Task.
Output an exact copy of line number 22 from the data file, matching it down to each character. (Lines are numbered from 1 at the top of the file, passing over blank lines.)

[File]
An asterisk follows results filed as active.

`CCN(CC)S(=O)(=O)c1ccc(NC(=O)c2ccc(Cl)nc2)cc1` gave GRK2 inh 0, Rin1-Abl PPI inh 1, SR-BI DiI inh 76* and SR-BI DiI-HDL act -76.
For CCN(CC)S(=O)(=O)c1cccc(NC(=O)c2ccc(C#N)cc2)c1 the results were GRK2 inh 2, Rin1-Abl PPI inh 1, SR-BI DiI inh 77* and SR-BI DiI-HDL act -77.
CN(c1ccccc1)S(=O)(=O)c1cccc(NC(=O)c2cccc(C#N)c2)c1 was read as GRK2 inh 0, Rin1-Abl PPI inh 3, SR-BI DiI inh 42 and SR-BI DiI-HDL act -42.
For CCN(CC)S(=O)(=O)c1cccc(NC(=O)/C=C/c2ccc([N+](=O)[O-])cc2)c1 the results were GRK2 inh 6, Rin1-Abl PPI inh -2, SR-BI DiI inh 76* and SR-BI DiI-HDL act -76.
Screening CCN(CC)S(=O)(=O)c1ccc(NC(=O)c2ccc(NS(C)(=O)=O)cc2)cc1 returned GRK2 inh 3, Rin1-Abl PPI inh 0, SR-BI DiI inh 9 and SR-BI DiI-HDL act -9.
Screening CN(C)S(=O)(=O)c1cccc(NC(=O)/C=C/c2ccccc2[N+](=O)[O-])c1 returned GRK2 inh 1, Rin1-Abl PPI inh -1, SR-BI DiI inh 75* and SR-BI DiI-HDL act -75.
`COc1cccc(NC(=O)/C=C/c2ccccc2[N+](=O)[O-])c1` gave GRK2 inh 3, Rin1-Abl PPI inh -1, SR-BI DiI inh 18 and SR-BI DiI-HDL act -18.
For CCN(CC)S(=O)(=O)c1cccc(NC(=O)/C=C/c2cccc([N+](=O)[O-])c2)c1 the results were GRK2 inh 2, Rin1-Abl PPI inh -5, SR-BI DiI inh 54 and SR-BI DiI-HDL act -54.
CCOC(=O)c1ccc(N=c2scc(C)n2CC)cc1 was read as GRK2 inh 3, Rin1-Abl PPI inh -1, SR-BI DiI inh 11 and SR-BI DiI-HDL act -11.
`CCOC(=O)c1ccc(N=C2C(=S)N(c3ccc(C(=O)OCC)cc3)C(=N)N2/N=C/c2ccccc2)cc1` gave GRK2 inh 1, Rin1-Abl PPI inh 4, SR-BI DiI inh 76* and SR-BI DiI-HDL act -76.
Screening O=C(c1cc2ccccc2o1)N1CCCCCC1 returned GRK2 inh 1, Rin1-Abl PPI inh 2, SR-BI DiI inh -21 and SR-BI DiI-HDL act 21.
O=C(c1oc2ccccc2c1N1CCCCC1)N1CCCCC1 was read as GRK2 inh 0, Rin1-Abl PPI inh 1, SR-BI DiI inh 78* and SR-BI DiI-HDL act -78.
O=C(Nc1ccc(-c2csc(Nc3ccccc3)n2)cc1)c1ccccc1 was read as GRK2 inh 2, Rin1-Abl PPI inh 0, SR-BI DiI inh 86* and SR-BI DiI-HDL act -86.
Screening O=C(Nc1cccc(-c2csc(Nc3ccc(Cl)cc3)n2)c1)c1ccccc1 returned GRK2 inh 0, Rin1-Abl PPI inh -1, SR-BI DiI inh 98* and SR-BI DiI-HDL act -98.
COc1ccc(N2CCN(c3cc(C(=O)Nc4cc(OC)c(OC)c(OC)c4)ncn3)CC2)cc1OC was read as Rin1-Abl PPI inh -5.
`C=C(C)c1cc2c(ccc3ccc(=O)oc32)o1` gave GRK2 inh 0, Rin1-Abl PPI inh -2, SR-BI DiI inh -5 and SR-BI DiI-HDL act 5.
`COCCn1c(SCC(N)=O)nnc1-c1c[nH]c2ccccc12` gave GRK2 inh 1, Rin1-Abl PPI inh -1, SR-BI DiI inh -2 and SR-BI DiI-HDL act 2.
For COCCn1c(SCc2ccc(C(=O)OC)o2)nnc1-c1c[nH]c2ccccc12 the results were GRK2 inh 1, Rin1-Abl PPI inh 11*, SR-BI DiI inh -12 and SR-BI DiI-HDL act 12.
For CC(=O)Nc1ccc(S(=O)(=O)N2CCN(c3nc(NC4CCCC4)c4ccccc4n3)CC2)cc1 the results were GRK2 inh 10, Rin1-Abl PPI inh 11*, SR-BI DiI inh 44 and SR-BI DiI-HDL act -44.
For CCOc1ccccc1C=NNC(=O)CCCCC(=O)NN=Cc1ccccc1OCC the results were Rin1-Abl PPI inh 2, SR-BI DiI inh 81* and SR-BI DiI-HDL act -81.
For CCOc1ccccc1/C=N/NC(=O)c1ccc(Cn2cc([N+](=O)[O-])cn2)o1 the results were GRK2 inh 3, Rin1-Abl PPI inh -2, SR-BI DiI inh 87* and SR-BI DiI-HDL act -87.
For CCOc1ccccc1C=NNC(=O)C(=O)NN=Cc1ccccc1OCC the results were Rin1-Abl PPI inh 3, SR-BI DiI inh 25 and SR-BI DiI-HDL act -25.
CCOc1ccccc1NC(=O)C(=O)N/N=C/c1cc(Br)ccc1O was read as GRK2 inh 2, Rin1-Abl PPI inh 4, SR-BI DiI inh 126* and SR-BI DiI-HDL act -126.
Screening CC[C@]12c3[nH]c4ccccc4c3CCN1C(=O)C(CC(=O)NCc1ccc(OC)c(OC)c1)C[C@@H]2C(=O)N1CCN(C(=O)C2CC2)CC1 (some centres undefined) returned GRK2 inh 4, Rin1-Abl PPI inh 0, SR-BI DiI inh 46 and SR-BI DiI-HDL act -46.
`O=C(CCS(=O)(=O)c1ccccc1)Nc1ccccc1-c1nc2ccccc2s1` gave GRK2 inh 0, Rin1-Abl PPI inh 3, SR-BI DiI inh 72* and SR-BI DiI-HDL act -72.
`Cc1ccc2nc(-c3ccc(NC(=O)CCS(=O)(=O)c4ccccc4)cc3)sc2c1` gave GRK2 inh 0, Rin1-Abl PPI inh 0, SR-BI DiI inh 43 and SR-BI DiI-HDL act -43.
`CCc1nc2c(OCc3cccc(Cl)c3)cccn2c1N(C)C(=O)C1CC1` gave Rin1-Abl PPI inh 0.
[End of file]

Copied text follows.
For CCOc1ccccc1/C=N/NC(=O)c1ccc(Cn2cc([N+](=O)[O-])cn2)o1 the results were GRK2 inh 3, Rin1-Abl PPI inh -2, SR-BI DiI inh 87* and SR-BI DiI-HDL act -87.